I’ve been through the book a few times now and I’m working my way through one of my absurd flowchart-y things that lays out how the economy works. It’s all pretty straightforward once you’ve yanked it out of Jenna-speak. But like always, the process reveals weirdnesses in ways that I don’t always suss out just from reading.
One big part of the game is that your character is pursuing a series of Quests, and by fulfilling Quests you’re ultimately pursuing an Arc. The Arc is a big thematic thing so not all your Quests necessarily add into the Arc. It’s kind of an ad-hoc thing.
Anyway. It reads to me like designing Quests at the table is the assumed behavior in the game. That said, there’s really almost no guidance at all in terms of what goals might look like, how many XPs it might take to complete them, what Perks you can earn and so on. It feels really under-explored.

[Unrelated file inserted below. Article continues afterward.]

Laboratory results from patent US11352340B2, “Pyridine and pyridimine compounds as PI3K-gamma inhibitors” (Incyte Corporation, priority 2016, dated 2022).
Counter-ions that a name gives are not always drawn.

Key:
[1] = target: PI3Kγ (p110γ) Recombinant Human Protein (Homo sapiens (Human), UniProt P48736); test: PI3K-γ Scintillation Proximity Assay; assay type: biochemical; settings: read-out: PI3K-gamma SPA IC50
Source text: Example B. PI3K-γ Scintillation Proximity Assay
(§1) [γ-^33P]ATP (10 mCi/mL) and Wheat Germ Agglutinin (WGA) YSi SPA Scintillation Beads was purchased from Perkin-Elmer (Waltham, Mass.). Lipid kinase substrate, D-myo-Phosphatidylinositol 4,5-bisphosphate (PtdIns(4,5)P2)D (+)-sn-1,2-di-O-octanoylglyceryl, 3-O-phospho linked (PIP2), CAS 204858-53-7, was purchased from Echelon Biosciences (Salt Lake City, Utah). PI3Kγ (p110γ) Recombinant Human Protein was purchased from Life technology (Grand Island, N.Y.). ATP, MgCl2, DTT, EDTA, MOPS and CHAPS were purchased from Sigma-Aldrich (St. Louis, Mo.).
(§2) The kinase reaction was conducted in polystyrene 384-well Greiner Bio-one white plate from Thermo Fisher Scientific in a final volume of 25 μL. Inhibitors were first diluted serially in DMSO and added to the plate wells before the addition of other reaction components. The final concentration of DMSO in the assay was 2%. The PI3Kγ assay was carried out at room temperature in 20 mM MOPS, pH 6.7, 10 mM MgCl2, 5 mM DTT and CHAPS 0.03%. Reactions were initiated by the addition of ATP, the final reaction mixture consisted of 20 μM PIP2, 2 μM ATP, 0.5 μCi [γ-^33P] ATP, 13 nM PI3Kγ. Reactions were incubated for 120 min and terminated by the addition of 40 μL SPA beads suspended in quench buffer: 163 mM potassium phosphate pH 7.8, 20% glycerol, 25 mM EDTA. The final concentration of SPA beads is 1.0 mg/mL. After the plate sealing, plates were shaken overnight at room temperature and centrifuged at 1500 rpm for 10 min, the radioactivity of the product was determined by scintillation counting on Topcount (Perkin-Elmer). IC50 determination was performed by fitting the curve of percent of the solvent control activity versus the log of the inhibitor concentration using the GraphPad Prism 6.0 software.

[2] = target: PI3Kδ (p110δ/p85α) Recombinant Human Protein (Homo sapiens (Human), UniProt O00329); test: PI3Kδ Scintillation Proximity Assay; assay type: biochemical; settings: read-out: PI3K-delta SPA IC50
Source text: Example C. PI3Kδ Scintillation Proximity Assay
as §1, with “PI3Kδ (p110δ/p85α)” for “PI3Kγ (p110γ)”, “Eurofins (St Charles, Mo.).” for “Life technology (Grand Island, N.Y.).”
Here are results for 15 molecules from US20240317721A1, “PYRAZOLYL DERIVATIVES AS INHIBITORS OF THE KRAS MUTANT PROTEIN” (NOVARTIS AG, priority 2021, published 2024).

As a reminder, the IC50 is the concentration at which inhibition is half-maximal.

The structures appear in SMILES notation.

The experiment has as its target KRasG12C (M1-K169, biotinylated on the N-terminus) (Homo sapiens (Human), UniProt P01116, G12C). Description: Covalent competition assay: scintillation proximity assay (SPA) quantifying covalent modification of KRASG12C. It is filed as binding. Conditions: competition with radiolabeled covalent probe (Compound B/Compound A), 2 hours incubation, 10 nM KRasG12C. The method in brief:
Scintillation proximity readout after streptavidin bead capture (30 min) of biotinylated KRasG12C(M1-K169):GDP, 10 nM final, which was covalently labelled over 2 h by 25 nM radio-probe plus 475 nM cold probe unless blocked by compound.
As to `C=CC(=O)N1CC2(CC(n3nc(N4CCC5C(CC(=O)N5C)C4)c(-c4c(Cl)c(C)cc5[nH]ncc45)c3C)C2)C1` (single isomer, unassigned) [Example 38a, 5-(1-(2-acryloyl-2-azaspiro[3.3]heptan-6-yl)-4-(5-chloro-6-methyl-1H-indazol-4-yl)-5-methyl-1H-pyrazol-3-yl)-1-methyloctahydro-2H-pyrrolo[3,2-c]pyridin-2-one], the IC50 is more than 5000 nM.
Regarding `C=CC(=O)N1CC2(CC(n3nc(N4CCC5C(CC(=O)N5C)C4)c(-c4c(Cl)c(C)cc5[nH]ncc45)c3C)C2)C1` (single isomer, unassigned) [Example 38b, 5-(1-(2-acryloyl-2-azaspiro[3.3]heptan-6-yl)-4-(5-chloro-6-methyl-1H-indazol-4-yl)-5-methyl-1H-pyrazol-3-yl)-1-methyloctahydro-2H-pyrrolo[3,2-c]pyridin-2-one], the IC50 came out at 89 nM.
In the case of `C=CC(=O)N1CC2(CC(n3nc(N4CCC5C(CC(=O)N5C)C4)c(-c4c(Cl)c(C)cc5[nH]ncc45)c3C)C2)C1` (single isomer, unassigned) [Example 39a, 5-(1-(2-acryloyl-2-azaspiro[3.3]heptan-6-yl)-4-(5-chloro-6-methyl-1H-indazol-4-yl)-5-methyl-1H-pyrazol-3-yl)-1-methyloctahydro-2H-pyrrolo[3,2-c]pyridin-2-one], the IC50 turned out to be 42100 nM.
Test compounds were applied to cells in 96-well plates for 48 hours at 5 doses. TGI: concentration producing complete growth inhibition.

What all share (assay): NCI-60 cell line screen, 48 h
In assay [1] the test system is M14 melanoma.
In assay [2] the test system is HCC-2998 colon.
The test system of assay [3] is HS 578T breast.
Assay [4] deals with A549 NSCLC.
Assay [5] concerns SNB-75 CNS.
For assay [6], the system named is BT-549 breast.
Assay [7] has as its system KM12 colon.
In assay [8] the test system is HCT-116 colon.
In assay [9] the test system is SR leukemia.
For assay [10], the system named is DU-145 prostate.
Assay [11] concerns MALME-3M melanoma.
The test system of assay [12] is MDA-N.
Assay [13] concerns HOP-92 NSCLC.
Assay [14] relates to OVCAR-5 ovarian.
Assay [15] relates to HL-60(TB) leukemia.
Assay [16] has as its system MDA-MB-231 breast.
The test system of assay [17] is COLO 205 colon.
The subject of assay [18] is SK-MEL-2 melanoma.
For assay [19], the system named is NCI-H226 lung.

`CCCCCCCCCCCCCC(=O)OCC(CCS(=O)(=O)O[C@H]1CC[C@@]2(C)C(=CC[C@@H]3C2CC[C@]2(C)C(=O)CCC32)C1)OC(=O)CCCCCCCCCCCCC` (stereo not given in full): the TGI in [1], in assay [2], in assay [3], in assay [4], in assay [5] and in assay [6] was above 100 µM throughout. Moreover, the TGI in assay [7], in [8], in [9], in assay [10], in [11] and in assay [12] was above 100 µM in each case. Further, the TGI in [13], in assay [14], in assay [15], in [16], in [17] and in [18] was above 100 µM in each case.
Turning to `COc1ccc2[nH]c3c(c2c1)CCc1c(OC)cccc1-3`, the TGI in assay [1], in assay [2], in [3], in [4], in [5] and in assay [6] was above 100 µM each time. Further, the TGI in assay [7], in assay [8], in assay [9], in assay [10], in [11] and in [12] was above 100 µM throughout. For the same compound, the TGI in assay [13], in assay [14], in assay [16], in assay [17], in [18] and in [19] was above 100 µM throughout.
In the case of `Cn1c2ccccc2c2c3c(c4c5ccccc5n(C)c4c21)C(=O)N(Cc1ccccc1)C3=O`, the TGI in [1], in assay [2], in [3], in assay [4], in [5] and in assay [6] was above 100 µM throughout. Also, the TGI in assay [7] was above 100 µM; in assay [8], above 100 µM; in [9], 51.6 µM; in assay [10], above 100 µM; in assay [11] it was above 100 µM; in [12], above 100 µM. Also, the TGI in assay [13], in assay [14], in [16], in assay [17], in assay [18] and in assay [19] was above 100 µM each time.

In actual play, do folks just use the sample quests in the book? Because I gotta say, they’re really vague. That’s probably a feature and not a bug, right? Since it seems like a big creative contribution opportunity is figuring out how to link together quests under an Arc. I’m fine with that, just wondering if that’s the done thing. One reason I think this is what’s done is this extraordinary resource I stumbled into: http://chuubo.wikidot.com/quest-lookup-index
Or is quest-writing way more straightforward and I just need to swing back around on it?
I feel like if I can nail down this quest business, I can run the game. I’m feeling skeptical of the explicitly conflict-free play (I had a similar problem with Freemarket) but that’s a reflection of my own creative limitations, not a flaw in the game itself.